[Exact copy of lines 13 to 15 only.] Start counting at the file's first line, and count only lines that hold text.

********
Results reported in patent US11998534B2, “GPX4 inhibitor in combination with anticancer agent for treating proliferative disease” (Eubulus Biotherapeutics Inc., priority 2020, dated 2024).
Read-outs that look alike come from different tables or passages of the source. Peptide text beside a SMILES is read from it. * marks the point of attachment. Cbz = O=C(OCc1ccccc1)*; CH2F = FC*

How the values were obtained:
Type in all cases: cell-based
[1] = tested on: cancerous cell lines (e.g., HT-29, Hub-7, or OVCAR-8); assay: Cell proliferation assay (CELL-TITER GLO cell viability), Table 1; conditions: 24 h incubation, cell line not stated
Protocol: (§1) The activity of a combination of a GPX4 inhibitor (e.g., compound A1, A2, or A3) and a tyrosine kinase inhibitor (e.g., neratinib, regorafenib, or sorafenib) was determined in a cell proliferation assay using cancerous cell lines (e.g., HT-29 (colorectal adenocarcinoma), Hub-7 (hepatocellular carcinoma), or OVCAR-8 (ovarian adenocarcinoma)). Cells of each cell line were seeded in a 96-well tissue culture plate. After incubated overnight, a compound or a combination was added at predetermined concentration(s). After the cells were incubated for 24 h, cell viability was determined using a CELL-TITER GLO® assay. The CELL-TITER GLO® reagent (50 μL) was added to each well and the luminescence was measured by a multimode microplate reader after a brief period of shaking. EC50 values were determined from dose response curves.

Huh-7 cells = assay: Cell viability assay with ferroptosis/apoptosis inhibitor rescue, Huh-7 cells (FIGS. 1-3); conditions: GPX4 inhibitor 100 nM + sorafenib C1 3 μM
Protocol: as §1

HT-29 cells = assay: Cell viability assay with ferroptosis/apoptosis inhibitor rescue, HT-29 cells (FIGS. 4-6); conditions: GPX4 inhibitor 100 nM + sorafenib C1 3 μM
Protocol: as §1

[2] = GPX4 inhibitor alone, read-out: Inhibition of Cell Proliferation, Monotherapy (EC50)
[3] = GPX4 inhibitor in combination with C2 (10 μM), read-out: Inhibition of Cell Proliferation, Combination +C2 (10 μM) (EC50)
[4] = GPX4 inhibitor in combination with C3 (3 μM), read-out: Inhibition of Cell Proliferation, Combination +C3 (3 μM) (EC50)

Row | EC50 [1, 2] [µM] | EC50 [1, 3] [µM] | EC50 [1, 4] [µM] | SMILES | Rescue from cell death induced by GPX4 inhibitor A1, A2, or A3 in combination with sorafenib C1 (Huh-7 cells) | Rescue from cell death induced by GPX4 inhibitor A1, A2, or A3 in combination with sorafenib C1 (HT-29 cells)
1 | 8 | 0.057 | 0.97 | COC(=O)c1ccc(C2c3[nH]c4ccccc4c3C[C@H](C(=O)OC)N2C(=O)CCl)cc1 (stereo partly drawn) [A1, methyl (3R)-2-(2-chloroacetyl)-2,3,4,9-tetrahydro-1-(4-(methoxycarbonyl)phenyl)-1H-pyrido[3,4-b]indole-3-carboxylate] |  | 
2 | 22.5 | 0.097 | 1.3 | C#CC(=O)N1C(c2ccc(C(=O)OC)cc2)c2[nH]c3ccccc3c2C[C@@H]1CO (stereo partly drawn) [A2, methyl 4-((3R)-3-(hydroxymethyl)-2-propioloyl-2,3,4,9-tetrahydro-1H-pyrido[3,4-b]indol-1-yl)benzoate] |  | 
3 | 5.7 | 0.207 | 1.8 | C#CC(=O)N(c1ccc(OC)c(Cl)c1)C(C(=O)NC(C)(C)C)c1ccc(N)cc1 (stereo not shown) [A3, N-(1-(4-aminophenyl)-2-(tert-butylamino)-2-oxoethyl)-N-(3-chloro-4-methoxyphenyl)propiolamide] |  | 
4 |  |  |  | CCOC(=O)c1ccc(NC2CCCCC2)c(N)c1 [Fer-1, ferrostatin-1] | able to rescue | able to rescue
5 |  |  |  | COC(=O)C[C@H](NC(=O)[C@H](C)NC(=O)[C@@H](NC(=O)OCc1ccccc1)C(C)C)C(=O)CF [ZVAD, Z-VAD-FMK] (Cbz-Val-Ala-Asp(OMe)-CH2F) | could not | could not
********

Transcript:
[4] = GPX4 inhibitor in combination with C3 (3 μM), read-out: Inhibition of Cell Proliferation, Combination +C3 (3 μM) (EC50)

Row | EC50 [1, 2] [µM] | EC50 [1, 3] [µM] | EC50 [1, 4] [µM] | SMILES | Rescue from cell death induced by GPX4 inhibitor A1, A2, or A3 in combination with sorafenib C1 (Huh-7 cells) | Rescue from cell death induced by GPX4 inhibitor A1, A2, or A3 in combination with sorafenib C1 (HT-29 cells)
1 | 8 | 0.057 | 0.97 | COC(=O)c1ccc(C2c3[nH]c4ccccc4c3C[C@H](C(=O)OC)N2C(=O)CCl)cc1 (stereo partly drawn) [A1, methyl (3R)-2-(2-chloroacetyl)-2,3,4,9-tetrahydro-1-(4-(methoxycarbonyl)phenyl)-1H-pyrido[3,4-b]indole-3-carboxylate] |  | 